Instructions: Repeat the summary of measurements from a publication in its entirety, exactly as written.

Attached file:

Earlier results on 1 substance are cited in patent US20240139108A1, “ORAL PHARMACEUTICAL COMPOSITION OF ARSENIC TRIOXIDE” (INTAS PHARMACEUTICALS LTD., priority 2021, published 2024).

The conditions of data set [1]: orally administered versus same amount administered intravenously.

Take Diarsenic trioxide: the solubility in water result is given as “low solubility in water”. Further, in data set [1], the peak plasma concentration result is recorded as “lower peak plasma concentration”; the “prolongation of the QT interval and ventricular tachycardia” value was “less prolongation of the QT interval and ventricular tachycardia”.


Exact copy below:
Earlier results on 1 substance are cited in patent US20240139108A1, “ORAL PHARMACEUTICAL COMPOSITION OF ARSENIC TRIOXIDE” (INTAS PHARMACEUTICALS LTD., priority 2021, published 2024).

The conditions of data set [1]: orally administered versus same amount administered intravenously.

Take Diarsenic trioxide: the solubility in water result is given as “low solubility in water”. Further, in data set [1], the peak plasma concentration result is recorded as “lower peak plasma concentration”; the “prolongation of the QT interval and ventricular tachycardia” value was “less prolongation of the QT interval and ventricular tachycardia”.